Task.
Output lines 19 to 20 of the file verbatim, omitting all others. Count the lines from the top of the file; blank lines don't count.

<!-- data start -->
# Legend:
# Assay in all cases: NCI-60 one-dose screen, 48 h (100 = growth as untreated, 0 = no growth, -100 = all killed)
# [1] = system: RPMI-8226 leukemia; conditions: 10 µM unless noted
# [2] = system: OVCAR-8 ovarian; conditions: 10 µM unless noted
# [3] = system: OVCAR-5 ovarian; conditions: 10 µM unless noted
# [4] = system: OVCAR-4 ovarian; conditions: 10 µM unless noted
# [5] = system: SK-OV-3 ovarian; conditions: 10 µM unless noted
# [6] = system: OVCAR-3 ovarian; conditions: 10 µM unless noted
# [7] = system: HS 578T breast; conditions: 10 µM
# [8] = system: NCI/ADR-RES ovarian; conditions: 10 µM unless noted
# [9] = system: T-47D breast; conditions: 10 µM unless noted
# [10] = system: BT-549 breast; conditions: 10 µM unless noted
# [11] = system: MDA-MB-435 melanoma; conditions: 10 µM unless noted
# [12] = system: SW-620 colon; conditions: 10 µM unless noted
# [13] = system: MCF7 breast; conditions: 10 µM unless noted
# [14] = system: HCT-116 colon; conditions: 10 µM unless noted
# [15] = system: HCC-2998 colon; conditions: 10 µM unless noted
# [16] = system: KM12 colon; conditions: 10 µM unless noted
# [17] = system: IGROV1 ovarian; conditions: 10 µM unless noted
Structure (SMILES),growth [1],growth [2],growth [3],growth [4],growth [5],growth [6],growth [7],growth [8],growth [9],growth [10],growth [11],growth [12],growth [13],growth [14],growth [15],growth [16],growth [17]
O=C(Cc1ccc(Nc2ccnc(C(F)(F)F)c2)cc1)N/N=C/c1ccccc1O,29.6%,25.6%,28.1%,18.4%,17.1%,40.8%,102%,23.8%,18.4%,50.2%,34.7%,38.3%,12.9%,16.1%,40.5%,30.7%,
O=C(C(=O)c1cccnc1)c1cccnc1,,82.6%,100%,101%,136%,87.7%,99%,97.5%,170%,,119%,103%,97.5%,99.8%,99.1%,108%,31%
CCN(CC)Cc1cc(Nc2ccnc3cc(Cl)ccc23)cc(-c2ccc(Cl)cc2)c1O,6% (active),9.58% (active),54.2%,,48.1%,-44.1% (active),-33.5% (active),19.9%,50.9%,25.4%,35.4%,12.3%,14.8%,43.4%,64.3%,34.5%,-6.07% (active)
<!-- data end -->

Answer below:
# [17] = system: IGROV1 ovarian; conditions: 10 µM unless noted
Structure (SMILES),growth [1],growth [2],growth [3],growth [4],growth [5],growth [6],growth [7],growth [8],growth [9],growth [10],growth [11],growth [12],growth [13],growth [14],growth [15],growth [16],growth [17]